Nearly a third of people surveyed around the world say they are open to the idea of medical tourism - traveling abroad to enjoy cheaper medical or dental treatment, according to a new Ipsos poll of 18,731 adults in 24 countries.
Indeed, 18 percent said they would definitely consider it. "The concept of medical tourism is well accepted in many countries," said Nicolas Boyon, senior vice president of Ipsos Public Affairs.
"With the exception of Japan there are at least one third of consumers in every country we covered that are open to the idea," he said in an interview.
Whether for economic reasons or perceptions of superior treatment elsewhere, for treatments ranging from cosmetic to life-saving surgeries, Indians, Indonesians, Russians, Mexicans and Poles were the most open to the idea of being medically mobile.
Thirty-one percent or more people in each of those countries said they would definitely consider traveling for a medical or dental treatment.
Conversely, people in Japan, South Korea, Spain and Sweden were least likely to be medical tourists.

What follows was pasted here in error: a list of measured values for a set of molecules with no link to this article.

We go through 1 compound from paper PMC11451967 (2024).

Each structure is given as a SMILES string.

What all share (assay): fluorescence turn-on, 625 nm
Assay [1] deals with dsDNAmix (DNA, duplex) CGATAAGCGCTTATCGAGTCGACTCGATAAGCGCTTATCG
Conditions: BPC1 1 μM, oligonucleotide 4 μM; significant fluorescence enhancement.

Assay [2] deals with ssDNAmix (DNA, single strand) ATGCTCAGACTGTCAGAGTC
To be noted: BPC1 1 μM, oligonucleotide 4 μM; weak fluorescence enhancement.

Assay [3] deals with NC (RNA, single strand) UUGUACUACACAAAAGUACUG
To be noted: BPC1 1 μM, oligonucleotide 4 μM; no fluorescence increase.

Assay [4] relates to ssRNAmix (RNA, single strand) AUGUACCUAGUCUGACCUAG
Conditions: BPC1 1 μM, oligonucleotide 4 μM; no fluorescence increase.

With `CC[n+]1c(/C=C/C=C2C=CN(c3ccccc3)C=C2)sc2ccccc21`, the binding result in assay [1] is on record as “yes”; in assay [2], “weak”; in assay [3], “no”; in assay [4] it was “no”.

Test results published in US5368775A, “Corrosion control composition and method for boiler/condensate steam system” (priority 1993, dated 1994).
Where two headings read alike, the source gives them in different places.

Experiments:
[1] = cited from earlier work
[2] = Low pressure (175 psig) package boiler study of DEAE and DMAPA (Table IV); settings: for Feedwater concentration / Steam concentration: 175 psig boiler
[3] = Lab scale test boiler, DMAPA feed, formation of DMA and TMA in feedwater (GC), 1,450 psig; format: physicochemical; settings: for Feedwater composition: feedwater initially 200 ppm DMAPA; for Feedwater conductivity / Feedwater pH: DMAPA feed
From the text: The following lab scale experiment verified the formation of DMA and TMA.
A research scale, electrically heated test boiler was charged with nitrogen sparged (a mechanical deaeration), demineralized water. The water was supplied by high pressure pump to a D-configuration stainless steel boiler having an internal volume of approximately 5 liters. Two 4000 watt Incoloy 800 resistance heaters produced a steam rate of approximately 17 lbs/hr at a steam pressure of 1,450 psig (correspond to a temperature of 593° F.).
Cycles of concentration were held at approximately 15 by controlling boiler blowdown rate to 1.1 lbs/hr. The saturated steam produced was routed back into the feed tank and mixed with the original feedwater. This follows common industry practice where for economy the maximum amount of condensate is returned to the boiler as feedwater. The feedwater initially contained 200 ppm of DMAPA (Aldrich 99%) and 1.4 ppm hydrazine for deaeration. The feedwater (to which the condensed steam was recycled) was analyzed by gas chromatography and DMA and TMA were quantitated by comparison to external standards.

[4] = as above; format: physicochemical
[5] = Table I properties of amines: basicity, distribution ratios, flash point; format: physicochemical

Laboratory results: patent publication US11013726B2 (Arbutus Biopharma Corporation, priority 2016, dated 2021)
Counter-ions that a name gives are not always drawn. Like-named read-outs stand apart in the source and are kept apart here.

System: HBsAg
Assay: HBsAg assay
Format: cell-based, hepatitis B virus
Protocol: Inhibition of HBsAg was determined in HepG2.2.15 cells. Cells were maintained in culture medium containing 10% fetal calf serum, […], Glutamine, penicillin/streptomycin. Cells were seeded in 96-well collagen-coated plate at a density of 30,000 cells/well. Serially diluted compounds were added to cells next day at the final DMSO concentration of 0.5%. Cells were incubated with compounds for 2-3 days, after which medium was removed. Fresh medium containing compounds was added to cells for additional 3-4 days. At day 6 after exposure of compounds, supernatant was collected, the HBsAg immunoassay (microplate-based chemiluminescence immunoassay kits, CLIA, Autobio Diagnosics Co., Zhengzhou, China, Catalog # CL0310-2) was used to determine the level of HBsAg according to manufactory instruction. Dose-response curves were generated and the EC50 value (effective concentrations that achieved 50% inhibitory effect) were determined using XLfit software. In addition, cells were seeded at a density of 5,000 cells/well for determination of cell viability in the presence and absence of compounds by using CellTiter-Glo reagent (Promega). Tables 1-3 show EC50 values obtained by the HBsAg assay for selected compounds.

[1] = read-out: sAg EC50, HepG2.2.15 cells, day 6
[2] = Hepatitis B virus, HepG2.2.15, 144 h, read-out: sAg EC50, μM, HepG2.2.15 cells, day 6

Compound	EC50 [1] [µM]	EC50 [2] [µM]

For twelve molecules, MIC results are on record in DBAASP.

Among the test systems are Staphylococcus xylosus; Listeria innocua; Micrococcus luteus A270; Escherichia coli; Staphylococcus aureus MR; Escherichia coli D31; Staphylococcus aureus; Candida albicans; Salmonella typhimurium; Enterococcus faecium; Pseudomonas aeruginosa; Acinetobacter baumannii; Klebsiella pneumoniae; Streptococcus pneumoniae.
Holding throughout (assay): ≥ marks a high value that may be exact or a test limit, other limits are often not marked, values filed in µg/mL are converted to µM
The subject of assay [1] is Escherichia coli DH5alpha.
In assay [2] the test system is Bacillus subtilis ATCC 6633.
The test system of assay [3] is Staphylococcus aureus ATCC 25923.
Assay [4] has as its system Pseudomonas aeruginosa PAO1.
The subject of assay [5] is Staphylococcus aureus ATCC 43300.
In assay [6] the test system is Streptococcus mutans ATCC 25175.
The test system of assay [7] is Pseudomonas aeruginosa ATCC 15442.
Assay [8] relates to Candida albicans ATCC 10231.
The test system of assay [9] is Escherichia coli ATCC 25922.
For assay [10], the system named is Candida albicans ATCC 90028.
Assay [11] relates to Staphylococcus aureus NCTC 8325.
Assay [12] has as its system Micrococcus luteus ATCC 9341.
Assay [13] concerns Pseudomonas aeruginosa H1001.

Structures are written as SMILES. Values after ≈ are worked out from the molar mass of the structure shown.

Boyon said it was not surprising that men and women from emerging nations would be medically mobile if the treatments were cheaper.
"This probably reflects perceptions of medical care in other countries that is superior to what is available at home," he said.
But he was intrigued by the percentage of people in developed nations such as Italy, where 66 percent said they would definitely or probably consider medical tourism, along with Germany (48 percent), Canada (41 percent) and the United States, where 38 percent of people were open to the idea.
"It is a reflection that the medical profession is no longer protected from globalization," Boyon said.